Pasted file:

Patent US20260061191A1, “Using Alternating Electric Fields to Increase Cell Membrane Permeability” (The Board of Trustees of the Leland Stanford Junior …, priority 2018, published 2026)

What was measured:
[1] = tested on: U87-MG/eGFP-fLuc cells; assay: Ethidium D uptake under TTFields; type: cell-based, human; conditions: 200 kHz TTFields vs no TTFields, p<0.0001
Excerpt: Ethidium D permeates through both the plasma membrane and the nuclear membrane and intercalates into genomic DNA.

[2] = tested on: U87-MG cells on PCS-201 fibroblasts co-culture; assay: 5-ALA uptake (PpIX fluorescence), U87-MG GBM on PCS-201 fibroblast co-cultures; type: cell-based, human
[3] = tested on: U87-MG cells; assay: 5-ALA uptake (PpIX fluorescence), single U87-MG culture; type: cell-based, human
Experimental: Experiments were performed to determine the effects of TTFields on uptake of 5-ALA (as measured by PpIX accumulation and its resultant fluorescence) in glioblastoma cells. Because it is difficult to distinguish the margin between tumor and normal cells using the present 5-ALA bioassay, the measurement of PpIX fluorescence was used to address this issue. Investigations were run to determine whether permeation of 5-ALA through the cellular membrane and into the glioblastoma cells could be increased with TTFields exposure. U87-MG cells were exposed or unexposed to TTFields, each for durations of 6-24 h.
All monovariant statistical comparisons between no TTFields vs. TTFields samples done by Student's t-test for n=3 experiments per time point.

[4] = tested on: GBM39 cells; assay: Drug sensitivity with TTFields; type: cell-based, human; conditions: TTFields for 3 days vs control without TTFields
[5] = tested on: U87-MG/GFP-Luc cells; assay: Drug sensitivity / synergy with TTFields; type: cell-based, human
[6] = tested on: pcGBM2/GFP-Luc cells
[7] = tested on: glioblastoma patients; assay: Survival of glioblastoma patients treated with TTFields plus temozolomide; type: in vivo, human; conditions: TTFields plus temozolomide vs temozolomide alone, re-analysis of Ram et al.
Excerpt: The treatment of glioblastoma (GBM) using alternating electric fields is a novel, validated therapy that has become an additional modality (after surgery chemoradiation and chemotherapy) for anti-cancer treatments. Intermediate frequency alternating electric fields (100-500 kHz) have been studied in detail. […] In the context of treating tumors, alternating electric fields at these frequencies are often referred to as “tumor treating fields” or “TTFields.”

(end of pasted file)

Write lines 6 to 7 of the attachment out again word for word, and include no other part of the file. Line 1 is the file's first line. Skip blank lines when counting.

[3] = tested on: U87-MG cells; assay: 5-ALA uptake (PpIX fluorescence), single U87-MG culture; type: cell-based, human
Experimental: Experiments were performed to determine the effects of TTFields on uptake of 5-ALA (as measured by PpIX accumulation and its resultant fluorescence) in glioblastoma cells. Because it is difficult to distinguish the margin between tumor and normal cells using the present 5-ALA bioassay, the measurement of PpIX fluorescence was used to address this issue. Investigations were run to determine whether permeation of 5-ALA through the cellular membrane and into the glioblastoma cells could be increased with TTFields exposure. U87-MG cells were exposed or unexposed to TTFields, each for durations of 6-24 h.